reply to this | link to this | view in chronology ]

  • identicon
    BigEd, 22 May 2006 @ 4:45pm

    I Don't Care...

    I don't and won't buy from any of them, especially Apple's wormy crap and their brain-dead followers that don't know music from a bad passing of gas. Any music file that is less than 224k is nothing that I want nor would I pay for it. And then to boot... it is encrypted so I can't do what I want with it. There are plenty of places to get what ya want and for free, ya just need to know where to look.

    reply to this | link to this | view in chronology ]

  • identicon
    Jeremiah, 22 May 2006 @ 4:57pm

    Earth to Joe...

    Joe, it's not your music!


    I am a songwriter. I write/produce a song. I hold the copyright.

    It's not yours.

    I sell you a license to listen to the song (that's what you're actually buying when you purchase a CD/DVD, etc.) You download an mp3 to your computer.

    It's still not yours.

    The song becomes the "soundtrack of your summer." It's played at your wedding. You sing it on the way to work.

    It's still not yours.

    You cannot "share" the song online or send mp3 copies to friends...that's publishing and distribution, and the law says it's *my* exclusive right to manage that process.

    You cannot put my song into a video you shoot and upload it to YouTube (that's a public performance, again, my exclusive purview to manage.)

    If you don't like these conditions, you have a couple of choices: don't purchase work that's covered by US and International Copyright Law- go with Creative Commons artists exclusively. Or, you can petition your elected representatives (at least here in the US) to CHANGE THE LAW.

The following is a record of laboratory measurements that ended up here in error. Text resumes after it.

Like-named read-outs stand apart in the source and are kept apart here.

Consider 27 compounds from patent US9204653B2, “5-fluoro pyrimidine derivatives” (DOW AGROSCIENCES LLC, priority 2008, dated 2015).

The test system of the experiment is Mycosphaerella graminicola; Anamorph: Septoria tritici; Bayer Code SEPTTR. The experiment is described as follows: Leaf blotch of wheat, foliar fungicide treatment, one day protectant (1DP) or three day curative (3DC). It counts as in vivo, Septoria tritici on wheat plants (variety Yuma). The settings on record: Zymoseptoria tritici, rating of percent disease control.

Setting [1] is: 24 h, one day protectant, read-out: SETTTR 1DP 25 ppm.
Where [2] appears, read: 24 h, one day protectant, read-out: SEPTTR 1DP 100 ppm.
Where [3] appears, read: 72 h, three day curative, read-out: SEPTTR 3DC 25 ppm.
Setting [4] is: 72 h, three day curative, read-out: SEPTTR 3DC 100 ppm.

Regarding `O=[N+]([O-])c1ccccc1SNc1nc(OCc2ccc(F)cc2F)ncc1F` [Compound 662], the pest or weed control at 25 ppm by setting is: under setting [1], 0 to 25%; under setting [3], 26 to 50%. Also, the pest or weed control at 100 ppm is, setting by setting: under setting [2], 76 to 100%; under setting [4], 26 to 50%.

Despite your best wishes, you are not entitled to listen to any music at any time you please....that's not the power the law gave you as a consumer. While technology (P2P, Internets) have outpaced the coverage of law and enforcement, that does not constitute the right to engage in that behavior.

    I've commented before on Techdirt's rather (continuing) myopic view of DRM (and the law in general with respect to copyright, enforcement, etc), because you continually frame DRM issues as an inconvenience to consumers and some kind of hobbling of some kind of innate "right" to consume media at whim.

    reply to this | link to this | view in chronology ]

    • identicon
      know the law, 22 May 2006 @ 5:13pm

      Re: Earth to Joe...

      You don't seem to understand the LAW of which you talk about so boldly. The entire basis of copyright law, as set forth in our Constitution - is to benefit the public, NOT the creator.

      The Constituion grants ownership to the creator with the stated purpose of encouraging artists to produce new works (books, music, etc) that will enrich the lives of the public.

      This being the case, Copyright law need only be protective enough to encourage new works. Obviously, is should not be so strict as to benefit creators AT THE EXPENSE of the public for which it is intended.

      I am willing concede that if copyright infringement got completely out of hand, it would deter artists from creating new works, so i admit that at some point, DRM becomes necessary.

      BUT JUST REMEMBER - the onus is on the artists to demonstrate why added protection BENEFITS THE PUBLIC... not the other way around.

      reply to this | link to this | view in chronology ]

    • icon
      Mike (profile), 22 May 2006 @ 5:44pm

      Re: Earth to Joe...

      Jeremiah, I think your post is unfair to both Joe and Techdirt.

      He isn't saying that sharing music is legal or that it's okay to do. He's just saying that it's silly for a company to put a bunch of restrictions in place and then say you can do whatever you want with it.

      If you don't like these conditions, you have a couple of choices: don't purchase work that's covered by US and International Copyright Law- go with Creative Commons artists exclusively. Or, you can petition your elected representatives (at least here in the US) to CHANGE THE LAW.

      This is the silliest point that you make. What we're doing here at Techdirt is exactly that. We're trying to educate people to understand the issues so that they can help to make our elected officials understand it.